“If we dig deeply into an orchestra,” says Massey, “there is more than one leader. There are section leaders; there is a leader of the percussion section and the strings section. The orchestra is a metaphor for collaboration, relationships and getting a result. Then there is the music. You’re looking to get a harmonious, well-crafted result. It comes from practice. It comes from years of building the skill. It also comes from a group of people who come together to agree that they’ll perform the music as described and encouraged by the conductor. That’s a metaphor for many forms of leadership. Having students understand that is important.”
Bartholomew-Poyser was joined in the TSO-LBD workshop by Toronto Symphony Youth Orchestra Manager and Education Associate Bradley Powell and TSO Board member Noelle Richardson.
Powell spoke about making the choice to follow a passion, even when there is pressure to pursue something more lucrative. He also encouraged the students to identify the intersection between passion and aptitude, then follow that path.
Richardson spoke about her work as the Chief Diversity Officer of the Ontario Public Service, and she encouraged the audience to recognize and value their minority perspective, talking about her personal experience of often being the only racialized person in leadership situations.
Bartholomew-Poyser talked about learning the tuba as a young man and encouraged young people not to be afraid of failure.
According to Massey, the students took away the image of a black man who is confident in his ability to function in a nontraditional environment.
“Fewer than 1% of the world’s orchestra conductors are black, and he’s one,” Massey says. “What [Bartholomew-Poyser is] able to present to the students are his experiences in a nontraditional field for a black person and how he is able to make adaptations, stand his ground, develop his own sense of belonging and have ownership of his space. Not only that, he’s very capable. He projected a model of striving and achievement to our students.”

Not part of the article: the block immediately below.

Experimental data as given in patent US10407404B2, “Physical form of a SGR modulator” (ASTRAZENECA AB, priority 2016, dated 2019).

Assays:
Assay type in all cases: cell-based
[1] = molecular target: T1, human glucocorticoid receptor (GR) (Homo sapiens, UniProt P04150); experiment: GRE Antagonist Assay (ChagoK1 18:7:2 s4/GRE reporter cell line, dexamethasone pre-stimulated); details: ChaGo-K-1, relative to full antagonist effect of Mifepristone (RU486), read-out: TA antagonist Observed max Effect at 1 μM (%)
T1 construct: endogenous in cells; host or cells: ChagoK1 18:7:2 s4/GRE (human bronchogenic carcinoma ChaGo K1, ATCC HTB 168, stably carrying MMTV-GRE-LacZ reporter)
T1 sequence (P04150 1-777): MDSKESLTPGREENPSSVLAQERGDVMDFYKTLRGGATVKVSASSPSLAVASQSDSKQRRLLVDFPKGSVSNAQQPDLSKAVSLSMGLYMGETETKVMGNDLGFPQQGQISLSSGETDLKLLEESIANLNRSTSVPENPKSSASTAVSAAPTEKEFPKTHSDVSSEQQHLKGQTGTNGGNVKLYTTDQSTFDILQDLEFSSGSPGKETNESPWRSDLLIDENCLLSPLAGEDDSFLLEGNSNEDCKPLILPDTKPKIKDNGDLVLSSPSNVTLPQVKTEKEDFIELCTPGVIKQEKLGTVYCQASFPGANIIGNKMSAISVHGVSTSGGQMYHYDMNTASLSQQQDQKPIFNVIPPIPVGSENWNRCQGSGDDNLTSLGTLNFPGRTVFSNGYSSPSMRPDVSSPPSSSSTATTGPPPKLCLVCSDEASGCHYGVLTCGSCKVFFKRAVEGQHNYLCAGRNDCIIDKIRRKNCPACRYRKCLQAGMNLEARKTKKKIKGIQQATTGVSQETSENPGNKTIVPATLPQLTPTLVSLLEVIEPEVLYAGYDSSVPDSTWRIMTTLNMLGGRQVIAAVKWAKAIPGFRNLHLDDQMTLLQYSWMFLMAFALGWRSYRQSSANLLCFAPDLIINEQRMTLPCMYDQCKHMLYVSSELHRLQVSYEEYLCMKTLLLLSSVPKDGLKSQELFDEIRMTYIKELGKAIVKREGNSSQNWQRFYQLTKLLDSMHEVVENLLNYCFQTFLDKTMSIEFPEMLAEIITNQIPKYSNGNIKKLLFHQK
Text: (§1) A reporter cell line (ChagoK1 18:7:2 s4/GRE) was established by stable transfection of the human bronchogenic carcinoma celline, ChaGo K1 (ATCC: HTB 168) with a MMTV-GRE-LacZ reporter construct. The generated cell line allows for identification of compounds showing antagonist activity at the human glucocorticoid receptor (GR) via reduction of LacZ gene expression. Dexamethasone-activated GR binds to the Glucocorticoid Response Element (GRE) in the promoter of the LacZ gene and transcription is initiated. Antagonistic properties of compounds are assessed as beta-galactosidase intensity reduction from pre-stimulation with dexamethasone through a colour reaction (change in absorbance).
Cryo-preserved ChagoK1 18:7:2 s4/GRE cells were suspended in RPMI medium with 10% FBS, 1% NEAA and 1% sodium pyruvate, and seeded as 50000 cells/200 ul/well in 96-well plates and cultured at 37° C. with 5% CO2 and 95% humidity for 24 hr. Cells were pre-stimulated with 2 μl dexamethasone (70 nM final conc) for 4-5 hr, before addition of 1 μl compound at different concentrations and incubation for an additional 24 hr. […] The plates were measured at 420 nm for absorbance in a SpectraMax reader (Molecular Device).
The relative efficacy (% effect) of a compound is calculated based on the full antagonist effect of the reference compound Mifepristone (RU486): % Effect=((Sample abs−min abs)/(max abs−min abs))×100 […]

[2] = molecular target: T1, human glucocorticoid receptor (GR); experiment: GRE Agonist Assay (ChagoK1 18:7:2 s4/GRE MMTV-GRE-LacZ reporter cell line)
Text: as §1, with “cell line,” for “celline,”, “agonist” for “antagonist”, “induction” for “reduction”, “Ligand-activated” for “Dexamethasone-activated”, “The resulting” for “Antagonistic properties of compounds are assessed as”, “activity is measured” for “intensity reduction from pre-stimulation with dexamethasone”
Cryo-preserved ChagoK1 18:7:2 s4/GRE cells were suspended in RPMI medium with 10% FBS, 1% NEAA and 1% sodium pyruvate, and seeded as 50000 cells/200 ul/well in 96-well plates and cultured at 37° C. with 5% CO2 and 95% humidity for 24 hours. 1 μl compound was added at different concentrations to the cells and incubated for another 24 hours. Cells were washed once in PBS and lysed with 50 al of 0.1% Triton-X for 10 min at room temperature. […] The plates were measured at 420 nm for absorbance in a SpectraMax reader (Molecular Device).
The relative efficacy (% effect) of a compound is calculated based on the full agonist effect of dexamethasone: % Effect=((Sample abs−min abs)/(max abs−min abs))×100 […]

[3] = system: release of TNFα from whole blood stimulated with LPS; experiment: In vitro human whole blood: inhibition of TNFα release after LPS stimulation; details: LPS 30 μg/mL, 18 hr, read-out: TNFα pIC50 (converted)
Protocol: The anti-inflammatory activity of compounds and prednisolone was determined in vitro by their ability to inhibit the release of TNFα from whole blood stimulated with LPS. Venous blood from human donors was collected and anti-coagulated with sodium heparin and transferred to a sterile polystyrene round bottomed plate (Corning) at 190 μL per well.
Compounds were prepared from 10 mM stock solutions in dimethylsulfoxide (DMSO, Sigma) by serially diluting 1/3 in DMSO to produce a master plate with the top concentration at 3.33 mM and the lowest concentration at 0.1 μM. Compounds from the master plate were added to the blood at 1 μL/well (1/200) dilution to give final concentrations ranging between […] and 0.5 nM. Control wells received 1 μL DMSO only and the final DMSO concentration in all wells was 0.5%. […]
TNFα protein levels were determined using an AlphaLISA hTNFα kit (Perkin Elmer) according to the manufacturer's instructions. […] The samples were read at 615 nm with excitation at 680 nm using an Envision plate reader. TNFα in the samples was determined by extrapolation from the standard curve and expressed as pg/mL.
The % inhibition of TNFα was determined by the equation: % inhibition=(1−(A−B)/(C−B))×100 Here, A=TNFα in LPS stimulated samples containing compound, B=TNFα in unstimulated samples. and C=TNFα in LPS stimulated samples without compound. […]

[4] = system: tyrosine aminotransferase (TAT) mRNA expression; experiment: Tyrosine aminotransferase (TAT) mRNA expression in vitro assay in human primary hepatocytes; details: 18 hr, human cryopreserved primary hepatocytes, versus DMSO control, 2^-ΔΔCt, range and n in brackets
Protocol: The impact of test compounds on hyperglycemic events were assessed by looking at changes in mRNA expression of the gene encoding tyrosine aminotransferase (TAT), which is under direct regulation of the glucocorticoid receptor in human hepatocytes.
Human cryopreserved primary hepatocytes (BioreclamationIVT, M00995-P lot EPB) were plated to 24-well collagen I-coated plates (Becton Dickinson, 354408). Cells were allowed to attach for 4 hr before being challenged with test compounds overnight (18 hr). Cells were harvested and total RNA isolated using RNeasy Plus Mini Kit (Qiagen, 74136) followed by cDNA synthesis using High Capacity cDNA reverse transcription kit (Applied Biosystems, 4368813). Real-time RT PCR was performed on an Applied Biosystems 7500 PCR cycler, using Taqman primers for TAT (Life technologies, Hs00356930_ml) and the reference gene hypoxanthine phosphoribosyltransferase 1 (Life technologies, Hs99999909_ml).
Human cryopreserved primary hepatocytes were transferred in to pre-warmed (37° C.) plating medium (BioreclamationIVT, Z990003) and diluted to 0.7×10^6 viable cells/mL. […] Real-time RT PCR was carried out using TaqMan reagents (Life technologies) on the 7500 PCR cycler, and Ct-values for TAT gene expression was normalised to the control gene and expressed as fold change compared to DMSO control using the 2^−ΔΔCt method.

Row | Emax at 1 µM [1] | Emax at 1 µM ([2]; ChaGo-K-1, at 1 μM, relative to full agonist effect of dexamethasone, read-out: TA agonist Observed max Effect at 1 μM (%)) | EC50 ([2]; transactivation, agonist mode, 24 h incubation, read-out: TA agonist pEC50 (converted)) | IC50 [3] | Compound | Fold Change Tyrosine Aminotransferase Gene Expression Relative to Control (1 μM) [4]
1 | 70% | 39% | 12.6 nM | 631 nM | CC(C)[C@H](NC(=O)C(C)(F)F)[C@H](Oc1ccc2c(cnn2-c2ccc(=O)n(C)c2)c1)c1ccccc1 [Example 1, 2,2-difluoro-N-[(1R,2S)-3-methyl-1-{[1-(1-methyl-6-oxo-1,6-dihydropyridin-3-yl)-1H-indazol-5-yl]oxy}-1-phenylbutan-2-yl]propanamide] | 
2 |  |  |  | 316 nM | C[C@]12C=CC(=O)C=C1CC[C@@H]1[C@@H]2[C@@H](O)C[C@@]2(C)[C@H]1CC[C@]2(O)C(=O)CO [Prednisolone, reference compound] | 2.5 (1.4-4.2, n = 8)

As a part of their involvement with Leadership by Design, the students got to watch Bartholomew-Poyser conduct the TSO’s Let’s Dance! Young People’s Concert. Later in the year, they enjoyed a performance of Handel’s Messiah. LBD participants have also attended Queens of Soul, which featured the music of Aretha Franklin, Whitney Houston and other soul singers, and a Remembrance Day event, which featured black Canadian soprano Measha Brueggergosman.
“We’ll take tickets for any event,” says Massey, “because I think the idea of dressing up and going out to be entertained, to have the experience of music of this kind, is an important one to anyone. No one should feel excluded from this exercise. The Toronto Symphony Orchestra is providing a wonderful range of experience in the performing arts, especially orchestral music, and that is a huge part of the learning for our students, their parents and for all of us.”
And, for all of Toronto, according to McFarlane, who says reaching out to nontraditional audiences and actively engaging those who might otherwise feel excluded is a moral imperative.
“I feel that the TSO has an obligation to place itself at the center of our community. I think we should be active and supportive of the members of our community — whether that means we are performing the greatest works of orchestral music in our concert halls, or we are in a community center performing, or at an assisted living facility playing music for patients with dementia, or co-creating a new work with refugees. What that work looks like, I don’t know. It has to be emergent, and we have to work with our community partners and seek to meet those needs.”
As for Trevor Massey and the students at Leadership by Design, they couldn’t be happier and are looking forward to a long, successful relationship with the Toronto Symphony Orchestra.
“When we met with the TSO, we met to explore what they could do with our community of black youth and citizens that would like to explore more about what the orchestra is engaged in,” Massey says. “The good thing is they acted. It wasn’t a meeting and then nothing happened … Aaron has done outstanding work. He is authentically consumed with his mission of reaching out, and I appreciate that. He took the time; he came to talk to us and he delivered everything he said he would … They also showed a lot of goodwill. It is our hope that we can continue to work with the TSO. They are doing a tremendous amount of outstanding work.”
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Tags: Music , Leadership